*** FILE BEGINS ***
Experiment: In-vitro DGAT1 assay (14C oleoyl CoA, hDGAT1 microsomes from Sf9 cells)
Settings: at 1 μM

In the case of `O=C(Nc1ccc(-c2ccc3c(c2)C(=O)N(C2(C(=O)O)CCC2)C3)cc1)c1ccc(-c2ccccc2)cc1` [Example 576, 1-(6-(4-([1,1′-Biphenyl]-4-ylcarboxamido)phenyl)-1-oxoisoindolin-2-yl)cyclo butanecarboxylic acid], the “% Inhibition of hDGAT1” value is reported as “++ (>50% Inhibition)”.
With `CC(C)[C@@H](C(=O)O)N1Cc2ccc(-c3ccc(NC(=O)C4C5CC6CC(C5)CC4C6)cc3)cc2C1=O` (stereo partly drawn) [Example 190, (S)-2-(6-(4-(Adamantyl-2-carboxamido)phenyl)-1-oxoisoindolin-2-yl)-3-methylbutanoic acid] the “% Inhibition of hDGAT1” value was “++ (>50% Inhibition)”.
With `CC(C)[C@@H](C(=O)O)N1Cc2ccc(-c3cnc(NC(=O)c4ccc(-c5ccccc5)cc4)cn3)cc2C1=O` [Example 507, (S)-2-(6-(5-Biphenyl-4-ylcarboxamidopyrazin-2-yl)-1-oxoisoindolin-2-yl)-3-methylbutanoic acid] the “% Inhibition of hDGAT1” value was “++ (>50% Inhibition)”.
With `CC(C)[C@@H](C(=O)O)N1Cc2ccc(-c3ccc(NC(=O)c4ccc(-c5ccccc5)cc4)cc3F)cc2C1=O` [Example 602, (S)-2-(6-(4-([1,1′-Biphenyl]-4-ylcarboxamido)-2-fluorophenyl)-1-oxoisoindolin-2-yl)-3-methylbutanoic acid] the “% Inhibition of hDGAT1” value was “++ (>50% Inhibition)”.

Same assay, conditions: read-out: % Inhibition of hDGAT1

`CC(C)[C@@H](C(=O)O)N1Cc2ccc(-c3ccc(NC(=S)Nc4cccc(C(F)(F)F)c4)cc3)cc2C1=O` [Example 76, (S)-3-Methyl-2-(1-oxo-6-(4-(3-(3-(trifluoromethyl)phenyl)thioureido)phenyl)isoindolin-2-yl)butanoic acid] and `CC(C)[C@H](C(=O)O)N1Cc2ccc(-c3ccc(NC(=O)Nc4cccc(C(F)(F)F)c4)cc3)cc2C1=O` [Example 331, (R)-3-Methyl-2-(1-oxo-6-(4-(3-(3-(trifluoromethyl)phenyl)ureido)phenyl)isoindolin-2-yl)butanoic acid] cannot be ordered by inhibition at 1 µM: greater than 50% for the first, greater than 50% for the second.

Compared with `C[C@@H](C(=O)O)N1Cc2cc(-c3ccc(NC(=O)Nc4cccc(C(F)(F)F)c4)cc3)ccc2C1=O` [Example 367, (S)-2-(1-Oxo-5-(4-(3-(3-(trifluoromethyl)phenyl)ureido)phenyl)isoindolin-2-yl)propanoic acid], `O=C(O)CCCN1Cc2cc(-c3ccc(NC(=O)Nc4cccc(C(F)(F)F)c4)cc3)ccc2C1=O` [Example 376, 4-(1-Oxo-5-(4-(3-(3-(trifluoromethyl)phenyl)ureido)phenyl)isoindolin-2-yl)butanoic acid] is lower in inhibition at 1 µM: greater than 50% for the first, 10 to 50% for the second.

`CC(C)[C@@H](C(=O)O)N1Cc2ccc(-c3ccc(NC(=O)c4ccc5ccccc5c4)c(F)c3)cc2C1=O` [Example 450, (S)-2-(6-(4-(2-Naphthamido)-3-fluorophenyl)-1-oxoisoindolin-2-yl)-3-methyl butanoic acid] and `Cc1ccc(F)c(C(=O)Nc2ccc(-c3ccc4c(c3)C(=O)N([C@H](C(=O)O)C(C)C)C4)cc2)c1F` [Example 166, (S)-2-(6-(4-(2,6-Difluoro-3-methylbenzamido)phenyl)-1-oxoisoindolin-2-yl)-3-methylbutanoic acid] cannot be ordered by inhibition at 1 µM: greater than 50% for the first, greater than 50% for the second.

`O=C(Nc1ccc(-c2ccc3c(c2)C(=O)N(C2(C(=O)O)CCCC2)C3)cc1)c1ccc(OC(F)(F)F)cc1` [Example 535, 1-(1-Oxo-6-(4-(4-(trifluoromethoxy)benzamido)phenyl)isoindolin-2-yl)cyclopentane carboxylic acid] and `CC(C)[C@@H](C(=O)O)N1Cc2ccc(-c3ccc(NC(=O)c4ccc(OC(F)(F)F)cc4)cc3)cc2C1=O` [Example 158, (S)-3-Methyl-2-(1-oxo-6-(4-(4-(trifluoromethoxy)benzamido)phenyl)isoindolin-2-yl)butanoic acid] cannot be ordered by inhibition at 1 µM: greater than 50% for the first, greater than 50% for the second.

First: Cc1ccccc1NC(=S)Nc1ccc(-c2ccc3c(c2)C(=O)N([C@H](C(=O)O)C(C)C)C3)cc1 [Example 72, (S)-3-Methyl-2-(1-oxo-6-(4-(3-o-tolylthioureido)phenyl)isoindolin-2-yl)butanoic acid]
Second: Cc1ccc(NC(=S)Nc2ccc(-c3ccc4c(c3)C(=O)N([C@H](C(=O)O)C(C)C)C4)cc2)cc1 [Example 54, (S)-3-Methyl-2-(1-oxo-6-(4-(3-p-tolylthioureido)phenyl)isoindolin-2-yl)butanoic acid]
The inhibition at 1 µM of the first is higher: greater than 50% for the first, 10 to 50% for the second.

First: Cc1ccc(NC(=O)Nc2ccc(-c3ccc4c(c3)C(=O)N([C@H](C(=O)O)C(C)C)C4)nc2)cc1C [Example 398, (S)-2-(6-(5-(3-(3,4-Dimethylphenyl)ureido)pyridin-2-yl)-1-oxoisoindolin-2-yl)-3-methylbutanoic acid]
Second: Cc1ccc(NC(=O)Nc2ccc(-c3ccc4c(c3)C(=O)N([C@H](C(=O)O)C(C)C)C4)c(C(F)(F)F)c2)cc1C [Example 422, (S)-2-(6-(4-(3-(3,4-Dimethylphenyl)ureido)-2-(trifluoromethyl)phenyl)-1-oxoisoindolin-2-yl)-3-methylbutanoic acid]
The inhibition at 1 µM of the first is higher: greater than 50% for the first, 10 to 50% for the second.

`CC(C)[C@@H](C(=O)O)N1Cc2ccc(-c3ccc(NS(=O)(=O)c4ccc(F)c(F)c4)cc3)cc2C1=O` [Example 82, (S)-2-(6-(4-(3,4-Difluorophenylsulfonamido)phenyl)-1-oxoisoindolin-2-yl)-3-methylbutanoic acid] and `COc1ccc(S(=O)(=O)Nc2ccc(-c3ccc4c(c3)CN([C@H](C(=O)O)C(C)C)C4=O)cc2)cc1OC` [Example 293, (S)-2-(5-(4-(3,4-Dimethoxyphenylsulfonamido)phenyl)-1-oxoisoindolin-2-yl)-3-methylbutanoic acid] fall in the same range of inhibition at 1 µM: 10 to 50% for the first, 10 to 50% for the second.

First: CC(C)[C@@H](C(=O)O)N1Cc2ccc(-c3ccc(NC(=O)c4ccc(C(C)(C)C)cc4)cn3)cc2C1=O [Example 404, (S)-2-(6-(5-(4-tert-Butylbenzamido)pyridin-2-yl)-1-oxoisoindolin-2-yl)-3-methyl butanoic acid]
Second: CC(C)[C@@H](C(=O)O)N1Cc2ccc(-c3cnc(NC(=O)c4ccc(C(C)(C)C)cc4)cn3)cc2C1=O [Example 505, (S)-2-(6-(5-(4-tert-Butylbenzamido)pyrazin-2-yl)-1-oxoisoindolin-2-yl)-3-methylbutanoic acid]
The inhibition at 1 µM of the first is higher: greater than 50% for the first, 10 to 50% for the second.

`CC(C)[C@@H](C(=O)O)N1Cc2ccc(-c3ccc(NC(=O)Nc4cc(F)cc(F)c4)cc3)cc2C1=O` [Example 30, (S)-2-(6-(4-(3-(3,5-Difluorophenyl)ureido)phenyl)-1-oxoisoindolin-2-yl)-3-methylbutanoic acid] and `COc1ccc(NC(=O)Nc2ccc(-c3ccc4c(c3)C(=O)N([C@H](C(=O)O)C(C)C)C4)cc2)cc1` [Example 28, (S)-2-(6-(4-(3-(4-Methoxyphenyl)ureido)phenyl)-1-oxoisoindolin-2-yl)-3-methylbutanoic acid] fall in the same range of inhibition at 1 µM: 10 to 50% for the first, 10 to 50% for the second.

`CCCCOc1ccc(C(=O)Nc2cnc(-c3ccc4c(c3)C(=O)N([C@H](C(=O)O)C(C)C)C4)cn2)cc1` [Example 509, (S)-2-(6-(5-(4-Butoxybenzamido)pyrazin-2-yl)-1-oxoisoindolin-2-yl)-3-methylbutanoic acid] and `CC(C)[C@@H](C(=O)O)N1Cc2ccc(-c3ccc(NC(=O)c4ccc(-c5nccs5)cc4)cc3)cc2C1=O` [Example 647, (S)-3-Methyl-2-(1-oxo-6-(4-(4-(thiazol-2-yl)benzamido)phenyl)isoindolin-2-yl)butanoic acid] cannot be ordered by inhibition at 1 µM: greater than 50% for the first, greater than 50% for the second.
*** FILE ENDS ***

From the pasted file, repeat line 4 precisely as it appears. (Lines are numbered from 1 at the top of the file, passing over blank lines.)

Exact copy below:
With `CC(C)[C@@H](C(=O)O)N1Cc2ccc(-c3ccc(NC(=O)C4C5CC6CC(C5)CC4C6)cc3)cc2C1=O` (stereo partly drawn) [Example 190, (S)-2-(6-(4-(Adamantyl-2-carboxamido)phenyl)-1-oxoisoindolin-2-yl)-3-methylbutanoic acid] the “% Inhibition of hDGAT1” value was “++ (>50% Inhibition)”.